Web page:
Serbian FM sings in Turkish during Erdogan’s visit (VIDEO, PHOTO)

Serbian FM sings in Turkish during Erdogan’s visit (VIDEO, PHOTO)
The visit of Turkey’s president to Serbia has been marked by some odd moments, with Belgrade’s FM singing in Turkish and Recep Tayyip Erdogan being greeted by a large banner reading “Welcome Sultan.”

Erdogan is on a two-day visit to Serbia to meet senior officials and to participate in a Turkish-Serbian business forum.

On Tuesday in Belgrade, Erdogan pledged gas and Turkish investments for the Balkans and signed deals with President Aleksandar Vucic to expand bilateral free trade agreements.

The spotlight of the trip, however, was seemingly stolen by some bizarre moments.

While visiting the town of Novi Pazar alongside Vucic, Erdogan was greeted by a large banner reading “Welcome Sultan” and signed “Ottoman grandchildren,” Reuters reports.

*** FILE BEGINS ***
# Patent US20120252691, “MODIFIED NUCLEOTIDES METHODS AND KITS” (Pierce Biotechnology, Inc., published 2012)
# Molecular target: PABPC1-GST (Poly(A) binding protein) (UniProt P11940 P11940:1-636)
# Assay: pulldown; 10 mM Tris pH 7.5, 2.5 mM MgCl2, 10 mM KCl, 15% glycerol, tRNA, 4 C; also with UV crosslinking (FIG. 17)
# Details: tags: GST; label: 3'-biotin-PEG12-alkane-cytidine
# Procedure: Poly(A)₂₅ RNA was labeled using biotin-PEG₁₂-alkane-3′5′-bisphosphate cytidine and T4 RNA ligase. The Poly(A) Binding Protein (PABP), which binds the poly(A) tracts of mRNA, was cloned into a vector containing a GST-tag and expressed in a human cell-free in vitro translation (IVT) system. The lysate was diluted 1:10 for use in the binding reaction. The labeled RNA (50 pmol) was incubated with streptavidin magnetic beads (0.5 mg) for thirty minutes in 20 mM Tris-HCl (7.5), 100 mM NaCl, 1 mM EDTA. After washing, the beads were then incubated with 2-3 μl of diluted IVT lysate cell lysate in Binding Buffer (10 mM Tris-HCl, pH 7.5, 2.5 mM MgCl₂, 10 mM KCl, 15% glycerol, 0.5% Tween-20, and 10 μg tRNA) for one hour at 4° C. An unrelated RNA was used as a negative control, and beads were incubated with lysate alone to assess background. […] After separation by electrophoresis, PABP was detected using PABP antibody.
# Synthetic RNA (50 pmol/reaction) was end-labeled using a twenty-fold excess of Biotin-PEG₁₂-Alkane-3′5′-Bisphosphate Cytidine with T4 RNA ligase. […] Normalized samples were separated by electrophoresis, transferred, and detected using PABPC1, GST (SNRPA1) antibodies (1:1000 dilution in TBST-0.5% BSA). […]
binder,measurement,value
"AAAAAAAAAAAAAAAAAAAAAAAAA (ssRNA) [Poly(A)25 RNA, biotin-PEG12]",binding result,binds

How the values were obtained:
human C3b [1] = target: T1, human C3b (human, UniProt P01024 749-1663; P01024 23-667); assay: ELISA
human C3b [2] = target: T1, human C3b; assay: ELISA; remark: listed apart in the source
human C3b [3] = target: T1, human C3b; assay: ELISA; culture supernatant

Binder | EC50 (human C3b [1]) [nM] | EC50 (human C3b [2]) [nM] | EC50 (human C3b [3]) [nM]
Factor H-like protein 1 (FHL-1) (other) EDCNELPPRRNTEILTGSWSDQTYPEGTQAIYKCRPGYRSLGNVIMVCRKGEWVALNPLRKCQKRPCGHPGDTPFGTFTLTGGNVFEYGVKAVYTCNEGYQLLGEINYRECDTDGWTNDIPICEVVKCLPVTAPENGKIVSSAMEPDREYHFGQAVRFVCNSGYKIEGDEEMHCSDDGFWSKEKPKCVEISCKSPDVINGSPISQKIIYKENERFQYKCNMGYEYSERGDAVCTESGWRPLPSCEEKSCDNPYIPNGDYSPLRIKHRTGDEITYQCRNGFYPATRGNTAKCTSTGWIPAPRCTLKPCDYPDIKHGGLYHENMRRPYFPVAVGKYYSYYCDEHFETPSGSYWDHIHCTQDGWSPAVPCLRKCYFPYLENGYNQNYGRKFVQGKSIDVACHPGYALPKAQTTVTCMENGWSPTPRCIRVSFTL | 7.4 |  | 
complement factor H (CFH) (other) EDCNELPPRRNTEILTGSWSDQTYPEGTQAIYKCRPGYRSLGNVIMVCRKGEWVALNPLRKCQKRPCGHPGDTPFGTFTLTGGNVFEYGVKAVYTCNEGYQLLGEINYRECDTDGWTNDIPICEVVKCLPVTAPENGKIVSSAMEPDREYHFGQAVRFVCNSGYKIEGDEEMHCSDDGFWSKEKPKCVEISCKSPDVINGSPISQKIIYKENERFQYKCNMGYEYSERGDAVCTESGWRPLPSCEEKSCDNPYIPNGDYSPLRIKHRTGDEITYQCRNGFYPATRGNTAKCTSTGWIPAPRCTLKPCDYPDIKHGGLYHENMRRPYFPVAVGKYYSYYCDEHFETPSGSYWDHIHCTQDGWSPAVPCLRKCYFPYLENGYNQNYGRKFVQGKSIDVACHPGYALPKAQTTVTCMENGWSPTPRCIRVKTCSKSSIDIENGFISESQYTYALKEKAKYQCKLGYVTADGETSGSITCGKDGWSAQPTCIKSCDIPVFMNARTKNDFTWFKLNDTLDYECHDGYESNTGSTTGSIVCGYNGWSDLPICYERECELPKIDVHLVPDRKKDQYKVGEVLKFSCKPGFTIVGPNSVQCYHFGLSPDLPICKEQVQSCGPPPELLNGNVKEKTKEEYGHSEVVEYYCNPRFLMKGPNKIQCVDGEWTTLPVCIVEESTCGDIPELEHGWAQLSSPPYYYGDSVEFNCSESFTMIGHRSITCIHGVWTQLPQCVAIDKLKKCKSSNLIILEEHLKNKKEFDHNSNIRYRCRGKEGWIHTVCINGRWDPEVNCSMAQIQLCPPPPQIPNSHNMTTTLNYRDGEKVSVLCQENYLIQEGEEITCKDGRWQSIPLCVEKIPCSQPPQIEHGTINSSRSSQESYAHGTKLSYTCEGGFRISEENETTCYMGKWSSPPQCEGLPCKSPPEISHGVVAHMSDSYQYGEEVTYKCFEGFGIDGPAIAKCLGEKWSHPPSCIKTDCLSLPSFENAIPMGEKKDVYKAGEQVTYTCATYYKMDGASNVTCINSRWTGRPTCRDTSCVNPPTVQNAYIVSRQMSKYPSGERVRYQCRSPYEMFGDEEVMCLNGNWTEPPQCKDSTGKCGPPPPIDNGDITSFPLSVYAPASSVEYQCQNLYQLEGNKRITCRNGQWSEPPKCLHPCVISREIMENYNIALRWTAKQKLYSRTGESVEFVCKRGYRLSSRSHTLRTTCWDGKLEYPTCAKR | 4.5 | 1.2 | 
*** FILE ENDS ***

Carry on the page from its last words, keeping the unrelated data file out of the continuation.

Novi Pazar is the center of the southern Muslim-majority region of Sandzak. The locals waved Turkish flags and shouted “Allahu Akbar.”

Serbia's Foreign Minister Ivica Dacic, known for his love of public performances, surprised many when he sang a song in Turkish for Erdogan during a soiree hosted by the Serbian president.

Some Internet users were not amused by the Minister’s performance, though, terming it a disgrace.

One person presumed that Ducic has a karaoke machine in his work cabinet while suggesting that his repertoire for foreign guests is determined through a secret ballot.

A commenter on YouTube referred to Dacic by his nickname “little Sloba,” which emerged during his time as the spokesman for the former Serbian President Slobodan Milosevic, and, which has stuck since.

Another user asked, “how much lower” the Serbian government can fall.

During dinner, the two leaders also exchanged gifts.

Erdogan received a carpet, while the Turkish president gifted his Serbian counterpart a set of chess and a bicycle bearing the inscription, “Aleksandar Vucic.”

Relations between Ankara and Belgrade have never been easy, as Serbia endured centuries under Ottoman Empire rule. And while Muslim Serbians might consider the Ottoman period as a golden era, many Christians perceive it as occupation.